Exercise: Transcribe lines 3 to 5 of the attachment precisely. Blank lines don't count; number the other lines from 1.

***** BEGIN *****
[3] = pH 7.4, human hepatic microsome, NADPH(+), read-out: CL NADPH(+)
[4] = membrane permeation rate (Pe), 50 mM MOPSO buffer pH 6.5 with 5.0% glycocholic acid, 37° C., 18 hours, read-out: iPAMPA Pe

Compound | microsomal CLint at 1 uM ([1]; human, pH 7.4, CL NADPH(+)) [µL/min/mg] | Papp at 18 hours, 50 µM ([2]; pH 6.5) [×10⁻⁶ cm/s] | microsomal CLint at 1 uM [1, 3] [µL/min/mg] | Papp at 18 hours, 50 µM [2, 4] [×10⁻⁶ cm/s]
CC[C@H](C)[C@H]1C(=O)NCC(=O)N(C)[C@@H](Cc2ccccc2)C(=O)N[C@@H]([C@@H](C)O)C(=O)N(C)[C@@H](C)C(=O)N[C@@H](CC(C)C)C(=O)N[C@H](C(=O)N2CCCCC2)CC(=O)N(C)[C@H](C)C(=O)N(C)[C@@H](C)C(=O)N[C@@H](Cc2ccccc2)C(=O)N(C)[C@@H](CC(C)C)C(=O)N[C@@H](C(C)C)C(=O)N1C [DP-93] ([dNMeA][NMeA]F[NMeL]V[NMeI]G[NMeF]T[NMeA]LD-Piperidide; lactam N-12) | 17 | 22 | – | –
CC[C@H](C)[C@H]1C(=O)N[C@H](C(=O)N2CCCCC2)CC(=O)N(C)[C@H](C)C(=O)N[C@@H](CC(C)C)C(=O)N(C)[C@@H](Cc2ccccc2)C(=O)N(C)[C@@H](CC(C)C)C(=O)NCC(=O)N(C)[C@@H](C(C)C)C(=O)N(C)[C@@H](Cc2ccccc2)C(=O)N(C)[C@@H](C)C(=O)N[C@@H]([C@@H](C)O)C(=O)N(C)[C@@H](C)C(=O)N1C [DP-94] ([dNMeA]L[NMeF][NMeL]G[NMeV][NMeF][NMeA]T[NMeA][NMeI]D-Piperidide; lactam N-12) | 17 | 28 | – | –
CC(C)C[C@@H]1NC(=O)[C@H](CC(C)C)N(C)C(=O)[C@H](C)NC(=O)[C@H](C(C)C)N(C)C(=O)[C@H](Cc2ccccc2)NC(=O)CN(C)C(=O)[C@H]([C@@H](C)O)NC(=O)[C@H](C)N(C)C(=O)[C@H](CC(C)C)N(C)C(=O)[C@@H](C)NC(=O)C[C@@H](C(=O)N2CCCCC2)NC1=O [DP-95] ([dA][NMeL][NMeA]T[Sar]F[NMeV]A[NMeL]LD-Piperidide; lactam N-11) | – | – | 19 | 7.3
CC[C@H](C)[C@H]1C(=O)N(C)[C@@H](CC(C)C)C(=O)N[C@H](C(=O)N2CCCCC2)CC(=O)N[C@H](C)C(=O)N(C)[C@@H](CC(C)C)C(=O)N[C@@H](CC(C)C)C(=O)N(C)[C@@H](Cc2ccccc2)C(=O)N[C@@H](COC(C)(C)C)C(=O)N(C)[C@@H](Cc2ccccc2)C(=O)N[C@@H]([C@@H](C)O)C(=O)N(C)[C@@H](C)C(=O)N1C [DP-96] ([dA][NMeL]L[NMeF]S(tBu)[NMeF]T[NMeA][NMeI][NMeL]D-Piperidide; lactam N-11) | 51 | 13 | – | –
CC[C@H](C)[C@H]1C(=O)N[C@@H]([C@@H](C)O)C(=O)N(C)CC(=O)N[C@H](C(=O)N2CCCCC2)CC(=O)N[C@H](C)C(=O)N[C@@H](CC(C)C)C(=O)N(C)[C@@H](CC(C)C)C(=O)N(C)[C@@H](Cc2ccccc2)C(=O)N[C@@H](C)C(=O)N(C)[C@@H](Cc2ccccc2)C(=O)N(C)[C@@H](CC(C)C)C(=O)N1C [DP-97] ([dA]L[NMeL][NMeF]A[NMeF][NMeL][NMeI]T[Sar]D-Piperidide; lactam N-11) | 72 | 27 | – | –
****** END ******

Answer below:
Compound | microsomal CLint at 1 uM ([1]; human, pH 7.4, CL NADPH(+)) [µL/min/mg] | Papp at 18 hours, 50 µM ([2]; pH 6.5) [×10⁻⁶ cm/s] | microsomal CLint at 1 uM [1, 3] [µL/min/mg] | Papp at 18 hours, 50 µM [2, 4] [×10⁻⁶ cm/s]
CC[C@H](C)[C@H]1C(=O)NCC(=O)N(C)[C@@H](Cc2ccccc2)C(=O)N[C@@H]([C@@H](C)O)C(=O)N(C)[C@@H](C)C(=O)N[C@@H](CC(C)C)C(=O)N[C@H](C(=O)N2CCCCC2)CC(=O)N(C)[C@H](C)C(=O)N(C)[C@@H](C)C(=O)N[C@@H](Cc2ccccc2)C(=O)N(C)[C@@H](CC(C)C)C(=O)N[C@@H](C(C)C)C(=O)N1C [DP-93] ([dNMeA][NMeA]F[NMeL]V[NMeI]G[NMeF]T[NMeA]LD-Piperidide; lactam N-12) | 17 | 22 | – | –
CC[C@H](C)[C@H]1C(=O)N[C@H](C(=O)N2CCCCC2)CC(=O)N(C)[C@H](C)C(=O)N[C@@H](CC(C)C)C(=O)N(C)[C@@H](Cc2ccccc2)C(=O)N(C)[C@@H](CC(C)C)C(=O)NCC(=O)N(C)[C@@H](C(C)C)C(=O)N(C)[C@@H](Cc2ccccc2)C(=O)N(C)[C@@H](C)C(=O)N[C@@H]([C@@H](C)O)C(=O)N(C)[C@@H](C)C(=O)N1C [DP-94] ([dNMeA]L[NMeF][NMeL]G[NMeV][NMeF][NMeA]T[NMeA][NMeI]D-Piperidide; lactam N-12) | 17 | 28 | – | –